- Since your saliva plays an important role in re-mineralization, avoid practices and foods that dry your mouth. Most common examples include: smoking and consuming alcohol.
- Use foods that are rich in Vitamin C to strengthen your gums
- Use foods that are rich in vitamin D to maintain general dental health
- Avoid excessive physical force on your teeth. This even includes treating tooth grinding habits
- Use foods rich in calcium and phosphorous to enhance the re-mineralizaton of the tooth enamel. Example of such foods include figs and sardines (for calcium) and legumes and lentils (for phosphorous)
- NB, We have not yet tried it but hear that oil pulling is good for strengthening gums, preventing decay by removing the bacteria, improving breath and general dental health. If you have tried it, please let us know about your experiences in the ‘Comments’ section.
Children & Fluoride
It is a renowned fact that children are most vulnerable. This is due to the facts that: children often swallow delicious toothpaste (Levy et al, 1999); use more than the pea-sized amount (Ibid) and receive even higher levels of fluorides from other sources (above) that even include some doctor-prescribed drugs.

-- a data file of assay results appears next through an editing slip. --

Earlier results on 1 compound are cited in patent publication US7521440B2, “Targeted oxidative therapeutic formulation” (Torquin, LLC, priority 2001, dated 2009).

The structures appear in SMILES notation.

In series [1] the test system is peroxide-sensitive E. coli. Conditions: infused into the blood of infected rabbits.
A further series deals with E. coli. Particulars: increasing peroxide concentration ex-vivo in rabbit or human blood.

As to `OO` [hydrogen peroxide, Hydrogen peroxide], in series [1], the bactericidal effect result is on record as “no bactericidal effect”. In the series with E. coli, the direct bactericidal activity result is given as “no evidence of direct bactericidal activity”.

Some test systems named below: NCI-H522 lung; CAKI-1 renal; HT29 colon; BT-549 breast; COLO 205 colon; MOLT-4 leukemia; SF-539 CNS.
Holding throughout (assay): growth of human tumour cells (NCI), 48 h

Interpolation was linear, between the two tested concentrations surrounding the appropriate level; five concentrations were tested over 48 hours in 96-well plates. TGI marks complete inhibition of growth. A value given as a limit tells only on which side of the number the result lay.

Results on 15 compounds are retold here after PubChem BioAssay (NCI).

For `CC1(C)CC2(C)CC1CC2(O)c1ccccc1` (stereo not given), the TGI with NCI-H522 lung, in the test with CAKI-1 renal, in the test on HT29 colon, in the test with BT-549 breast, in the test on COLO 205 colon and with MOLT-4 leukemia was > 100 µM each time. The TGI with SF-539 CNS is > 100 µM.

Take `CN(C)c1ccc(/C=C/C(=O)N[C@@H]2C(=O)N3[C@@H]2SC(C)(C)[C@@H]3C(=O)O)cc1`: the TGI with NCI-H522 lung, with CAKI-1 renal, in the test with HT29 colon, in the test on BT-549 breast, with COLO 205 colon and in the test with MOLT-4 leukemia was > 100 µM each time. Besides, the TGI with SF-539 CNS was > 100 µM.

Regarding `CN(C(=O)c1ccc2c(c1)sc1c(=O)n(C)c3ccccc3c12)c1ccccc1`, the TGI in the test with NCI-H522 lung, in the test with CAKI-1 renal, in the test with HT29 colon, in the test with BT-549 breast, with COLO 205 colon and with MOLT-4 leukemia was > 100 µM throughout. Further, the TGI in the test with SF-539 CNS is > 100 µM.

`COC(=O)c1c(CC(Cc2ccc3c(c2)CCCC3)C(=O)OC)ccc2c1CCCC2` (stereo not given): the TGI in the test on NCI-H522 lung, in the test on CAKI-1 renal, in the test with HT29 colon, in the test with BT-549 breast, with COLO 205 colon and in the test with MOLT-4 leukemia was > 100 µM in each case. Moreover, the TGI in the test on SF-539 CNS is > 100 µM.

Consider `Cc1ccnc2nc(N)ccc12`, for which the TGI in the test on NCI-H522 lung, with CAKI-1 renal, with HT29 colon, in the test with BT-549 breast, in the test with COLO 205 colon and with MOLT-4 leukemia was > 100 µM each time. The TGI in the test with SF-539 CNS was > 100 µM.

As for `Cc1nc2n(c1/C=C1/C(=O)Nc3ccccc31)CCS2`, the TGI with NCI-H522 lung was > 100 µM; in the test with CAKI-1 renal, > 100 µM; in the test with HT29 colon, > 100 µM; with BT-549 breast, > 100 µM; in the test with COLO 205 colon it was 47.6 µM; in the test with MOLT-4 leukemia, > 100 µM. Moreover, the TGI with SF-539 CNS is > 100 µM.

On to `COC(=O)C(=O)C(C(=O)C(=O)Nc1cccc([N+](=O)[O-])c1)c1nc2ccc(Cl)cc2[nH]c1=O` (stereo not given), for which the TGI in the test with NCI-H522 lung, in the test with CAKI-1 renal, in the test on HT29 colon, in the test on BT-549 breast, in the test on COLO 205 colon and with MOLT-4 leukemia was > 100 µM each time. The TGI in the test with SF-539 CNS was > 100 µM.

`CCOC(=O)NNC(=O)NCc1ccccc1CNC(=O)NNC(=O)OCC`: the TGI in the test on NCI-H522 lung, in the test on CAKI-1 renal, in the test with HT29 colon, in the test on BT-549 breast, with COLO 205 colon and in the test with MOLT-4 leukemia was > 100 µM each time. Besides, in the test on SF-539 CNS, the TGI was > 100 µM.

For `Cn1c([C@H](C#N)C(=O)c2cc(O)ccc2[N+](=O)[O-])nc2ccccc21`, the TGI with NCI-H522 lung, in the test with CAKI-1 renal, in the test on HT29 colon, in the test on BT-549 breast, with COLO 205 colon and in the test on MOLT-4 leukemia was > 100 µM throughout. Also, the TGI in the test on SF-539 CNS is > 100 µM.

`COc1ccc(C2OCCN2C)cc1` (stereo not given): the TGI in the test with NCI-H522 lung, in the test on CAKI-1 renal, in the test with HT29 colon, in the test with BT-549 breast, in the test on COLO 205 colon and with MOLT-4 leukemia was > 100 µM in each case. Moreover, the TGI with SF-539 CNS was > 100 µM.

If left unsupervised, children are unlikely to follow the small print instructions over the highly visual commercials that demonstrate long, colorful spreads of toothpaste along a toothbrush? Some ways in which a child's fluoride intake can be managed include the following:
- Consider points 1 to 4 above
- Supervise brushings
See our fluoride detox methods
See our fluoride detox methods
Chandler, D (1989) ‘New Data Rekindle Debate Over Fluoridation; Largest US Study Raises New Questions About Effectiveness’ in https://www.fluoridealert.org/, accessed September 20, 2010
Fluoride Action Network: https://www.fluoridealert.org/, accessed September 20, 2010
Heilman JR et al (1999) ‘Assessing Fluoride Levels of Carbonated Soft Drinks', Journal of the American Dental Association, 130 (11), pp 1593 – 9
Levy, S and Guha-Chowdhury, N. (1999) ‘Total Fluoride Intake and Implications For Dietary Fluoride Supplementation’, Journal of Public Health Dentistry, 59, pp 211-23